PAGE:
Brianna Goodwin – Ver-Tex Construction
- Written by: Neil Cote
- Produced by: Ian Nichols
- Estimated reading time: 5 mins
On the flat lands of South Florida, it’s visible for miles in every direction. Even makes a landmark for sailors to the east. The Seminole Hard Rock Hotel and Casino in Hollywood that, come autumn, will be welcoming guests into its new 450-foot tall tower resembling a massive and vertical Gibson Les Paul electric guitar—the axe of choice for so many rock ‘n’ rollers who make the rounds and whose memorabilia is on display.
And there are plenty of windows in those 167 new rooms, each of them exposed to unobstructed sun. But guests will be comfortable and their privacy assured, as each of those windows is being outfitted with the premium solution for shielding the rays.
It’s one of the bigger projects undertaken by Ver-Tex Construction, a Canton, Massachusetts, contractor that since 1985 has designed and installed window covering and specialty product solutions for commercial, residential and institutional clients throughout New England. While it’ll continue servicing those customers, the company has been expanding its footprint elsewhere, especially in Florida, with its seemingly endless construction and renovation of high-end condos and hotels.
“As much as we love Boston, it’s a small city compared to the ever-expanding cities in South Florida and beyond,” says Brianna Goodwin, president and CEO of the company founded by her father, Matthew Goodwin. “Buildings are going up everywhere, especially on the waterfront, and we’re going after that business.”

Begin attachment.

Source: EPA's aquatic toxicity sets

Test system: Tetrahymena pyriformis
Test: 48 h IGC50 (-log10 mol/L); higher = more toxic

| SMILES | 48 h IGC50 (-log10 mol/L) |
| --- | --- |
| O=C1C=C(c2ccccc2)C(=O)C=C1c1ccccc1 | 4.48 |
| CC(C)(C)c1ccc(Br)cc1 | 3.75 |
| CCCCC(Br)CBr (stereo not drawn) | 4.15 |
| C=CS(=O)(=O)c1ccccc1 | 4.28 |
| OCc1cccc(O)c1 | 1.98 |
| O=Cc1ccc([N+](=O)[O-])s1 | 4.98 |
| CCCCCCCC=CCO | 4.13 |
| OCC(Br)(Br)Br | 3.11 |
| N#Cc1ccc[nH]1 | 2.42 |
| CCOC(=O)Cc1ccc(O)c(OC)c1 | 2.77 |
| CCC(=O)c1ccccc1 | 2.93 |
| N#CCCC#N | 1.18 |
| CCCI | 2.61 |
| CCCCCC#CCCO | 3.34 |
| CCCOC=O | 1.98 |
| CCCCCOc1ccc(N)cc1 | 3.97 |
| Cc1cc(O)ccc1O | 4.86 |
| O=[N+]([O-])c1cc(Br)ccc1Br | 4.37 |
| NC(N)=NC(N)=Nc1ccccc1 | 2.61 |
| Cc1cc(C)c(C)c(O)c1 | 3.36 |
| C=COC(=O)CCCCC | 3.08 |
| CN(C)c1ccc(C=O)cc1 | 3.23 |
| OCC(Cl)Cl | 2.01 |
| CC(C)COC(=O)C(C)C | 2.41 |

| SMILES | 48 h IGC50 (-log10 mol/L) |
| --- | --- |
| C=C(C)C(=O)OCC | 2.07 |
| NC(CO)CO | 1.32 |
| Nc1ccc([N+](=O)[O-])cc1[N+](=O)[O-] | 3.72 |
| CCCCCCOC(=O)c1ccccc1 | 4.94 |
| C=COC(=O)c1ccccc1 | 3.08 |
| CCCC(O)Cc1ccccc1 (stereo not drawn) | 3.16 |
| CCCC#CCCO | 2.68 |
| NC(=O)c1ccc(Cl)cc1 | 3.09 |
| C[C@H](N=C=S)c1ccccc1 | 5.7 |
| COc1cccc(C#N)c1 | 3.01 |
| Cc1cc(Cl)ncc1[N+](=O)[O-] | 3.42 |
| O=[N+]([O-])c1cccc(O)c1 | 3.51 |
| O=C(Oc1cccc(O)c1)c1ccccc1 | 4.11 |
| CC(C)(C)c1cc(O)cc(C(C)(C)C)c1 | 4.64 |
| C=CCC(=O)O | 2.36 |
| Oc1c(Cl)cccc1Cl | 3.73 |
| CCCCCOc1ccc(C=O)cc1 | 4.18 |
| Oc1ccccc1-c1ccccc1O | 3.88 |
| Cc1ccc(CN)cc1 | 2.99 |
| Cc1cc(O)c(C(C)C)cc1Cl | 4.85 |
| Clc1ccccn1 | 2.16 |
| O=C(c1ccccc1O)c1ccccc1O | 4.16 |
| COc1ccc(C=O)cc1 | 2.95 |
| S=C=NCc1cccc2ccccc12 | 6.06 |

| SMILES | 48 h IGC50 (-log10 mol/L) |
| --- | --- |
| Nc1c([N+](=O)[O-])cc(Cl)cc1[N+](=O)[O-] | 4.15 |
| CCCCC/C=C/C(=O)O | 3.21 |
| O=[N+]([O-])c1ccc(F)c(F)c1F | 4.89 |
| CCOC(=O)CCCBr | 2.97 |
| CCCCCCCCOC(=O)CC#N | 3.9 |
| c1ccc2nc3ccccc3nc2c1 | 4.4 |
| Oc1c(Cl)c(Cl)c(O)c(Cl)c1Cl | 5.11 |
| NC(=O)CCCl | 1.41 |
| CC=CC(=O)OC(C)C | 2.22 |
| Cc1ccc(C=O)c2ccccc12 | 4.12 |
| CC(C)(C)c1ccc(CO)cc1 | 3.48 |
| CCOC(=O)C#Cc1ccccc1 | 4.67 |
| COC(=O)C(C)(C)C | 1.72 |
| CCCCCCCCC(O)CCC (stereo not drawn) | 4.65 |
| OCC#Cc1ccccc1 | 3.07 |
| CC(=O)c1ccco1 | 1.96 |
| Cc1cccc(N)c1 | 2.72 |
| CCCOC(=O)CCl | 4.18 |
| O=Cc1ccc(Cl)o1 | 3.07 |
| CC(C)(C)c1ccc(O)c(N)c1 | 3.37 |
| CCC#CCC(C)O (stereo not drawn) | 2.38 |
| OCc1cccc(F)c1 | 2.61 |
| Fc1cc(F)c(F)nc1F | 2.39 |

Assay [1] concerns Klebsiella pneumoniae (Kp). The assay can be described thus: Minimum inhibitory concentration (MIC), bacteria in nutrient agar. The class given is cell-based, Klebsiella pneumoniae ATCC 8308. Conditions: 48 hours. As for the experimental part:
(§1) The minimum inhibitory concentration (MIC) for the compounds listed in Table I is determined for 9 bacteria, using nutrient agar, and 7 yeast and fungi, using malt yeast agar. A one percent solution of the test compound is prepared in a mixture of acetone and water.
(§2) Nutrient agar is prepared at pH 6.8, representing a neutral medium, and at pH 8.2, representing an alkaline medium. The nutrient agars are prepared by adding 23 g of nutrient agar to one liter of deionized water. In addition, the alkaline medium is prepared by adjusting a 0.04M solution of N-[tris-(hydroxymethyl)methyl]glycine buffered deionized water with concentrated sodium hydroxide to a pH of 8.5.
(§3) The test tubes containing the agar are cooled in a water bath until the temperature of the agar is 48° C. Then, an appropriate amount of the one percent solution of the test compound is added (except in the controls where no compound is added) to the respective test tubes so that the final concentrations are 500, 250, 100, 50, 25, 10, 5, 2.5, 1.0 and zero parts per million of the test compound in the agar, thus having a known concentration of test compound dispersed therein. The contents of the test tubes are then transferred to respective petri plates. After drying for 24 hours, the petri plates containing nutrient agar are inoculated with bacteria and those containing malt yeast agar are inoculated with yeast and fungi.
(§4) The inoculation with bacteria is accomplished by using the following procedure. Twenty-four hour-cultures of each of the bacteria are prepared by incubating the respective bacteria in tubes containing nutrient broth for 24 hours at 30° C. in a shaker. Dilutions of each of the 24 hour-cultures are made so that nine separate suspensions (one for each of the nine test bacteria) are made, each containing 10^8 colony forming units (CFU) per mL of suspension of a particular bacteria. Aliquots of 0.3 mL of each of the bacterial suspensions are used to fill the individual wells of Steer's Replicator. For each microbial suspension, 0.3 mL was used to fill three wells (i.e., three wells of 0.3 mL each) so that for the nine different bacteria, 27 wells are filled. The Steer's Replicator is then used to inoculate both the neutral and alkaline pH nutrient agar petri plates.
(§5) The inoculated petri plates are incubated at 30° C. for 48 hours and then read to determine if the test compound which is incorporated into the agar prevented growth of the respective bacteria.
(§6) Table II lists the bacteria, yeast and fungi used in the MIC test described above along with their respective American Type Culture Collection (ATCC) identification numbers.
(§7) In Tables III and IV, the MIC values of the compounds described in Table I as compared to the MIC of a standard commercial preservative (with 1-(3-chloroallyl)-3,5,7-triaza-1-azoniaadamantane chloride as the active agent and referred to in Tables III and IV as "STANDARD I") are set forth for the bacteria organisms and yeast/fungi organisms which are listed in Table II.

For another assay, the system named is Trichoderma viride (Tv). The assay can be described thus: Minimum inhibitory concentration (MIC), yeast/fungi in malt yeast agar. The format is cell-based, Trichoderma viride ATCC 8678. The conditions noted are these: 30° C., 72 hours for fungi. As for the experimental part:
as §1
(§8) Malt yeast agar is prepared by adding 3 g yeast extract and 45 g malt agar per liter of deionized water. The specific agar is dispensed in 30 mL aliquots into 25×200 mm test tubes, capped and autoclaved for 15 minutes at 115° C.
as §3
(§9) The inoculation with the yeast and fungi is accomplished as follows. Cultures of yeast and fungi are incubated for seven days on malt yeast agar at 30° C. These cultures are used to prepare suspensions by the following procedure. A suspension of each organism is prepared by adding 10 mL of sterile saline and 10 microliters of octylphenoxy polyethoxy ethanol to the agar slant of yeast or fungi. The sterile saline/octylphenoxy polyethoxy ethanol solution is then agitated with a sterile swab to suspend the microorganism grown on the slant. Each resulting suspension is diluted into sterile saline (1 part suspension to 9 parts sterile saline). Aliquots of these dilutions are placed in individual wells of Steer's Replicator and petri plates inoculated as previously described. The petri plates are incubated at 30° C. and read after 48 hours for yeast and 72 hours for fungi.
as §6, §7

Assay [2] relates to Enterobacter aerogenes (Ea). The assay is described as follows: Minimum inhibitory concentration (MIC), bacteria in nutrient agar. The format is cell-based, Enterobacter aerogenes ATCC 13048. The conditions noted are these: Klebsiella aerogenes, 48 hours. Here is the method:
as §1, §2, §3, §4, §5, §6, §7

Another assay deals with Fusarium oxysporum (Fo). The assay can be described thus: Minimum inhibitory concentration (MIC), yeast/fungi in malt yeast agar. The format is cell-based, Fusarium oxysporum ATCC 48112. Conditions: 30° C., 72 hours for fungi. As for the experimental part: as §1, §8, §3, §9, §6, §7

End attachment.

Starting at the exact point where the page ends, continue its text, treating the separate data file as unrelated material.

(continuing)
And getting it as well—Goodwin saying that seeds planted in the Sunshine State just a few years ago by her father have been growing at the rate of 500 percent annually. A bumper crop indeed.
A hot market
Transitioning from a modest, family-run company to an interstate powerhouse entails complexities and risks, but reputations spread fast in the construction industry, and the expanded Hard Rock should be the latest monument to the company’s aptitude. This wasn’t typical hotel architecture.
“That guitar shape necessitated angled windows of different shapes, sizes and inclines, for a lot of customized solutions,” Goodwin tells Blueprint in April during one of her regular Florida visits that’s anything but a vacation. “It’s crunch time for us—we’ve been involved with this project for years and now it’s time to perform under a tight schedule. The next Super Bowl is in Hard Rock Stadium [in nearby Miami Gardens].”
A long-time strategic partner, Mecho Shades Systems, is providing Ver-Tex with a customized version of their motorized ShadeLoc system that zips the shade fabric securely into channels. In addition, the system will optimize natural light and help reduce Hard Rock’s immense air-conditioning costs while providing their patrons with the appropriate privacy.
Sunny South indeed
As the Hard Rock project proceeds on schedule, Goodwin anticipates further opportunities at other Florida hotels and elsewhere. The company recently secured a large contract for the Orlando International Airport expansion, and has been prospecting extensive work in the Tampa Bay area, another construction hot spot. Ver-Tex also has a job underway at Florida International University, and Goodwin is looking to such tourist-friendly Caribbean Islands as the Grand Caymans for further growth opportunities.
Though she’s confident about delegating responsibilities, Goodwin still finds it necessary to spend a week each month at some Florida base of operations. Her husband, Chief Sales Officer Jon Harrington, also spends a week in Florida when she’s at their Taunton, Massachusetts, home where responsibilities include tending to three dogs, six cats and some new goats and chickens.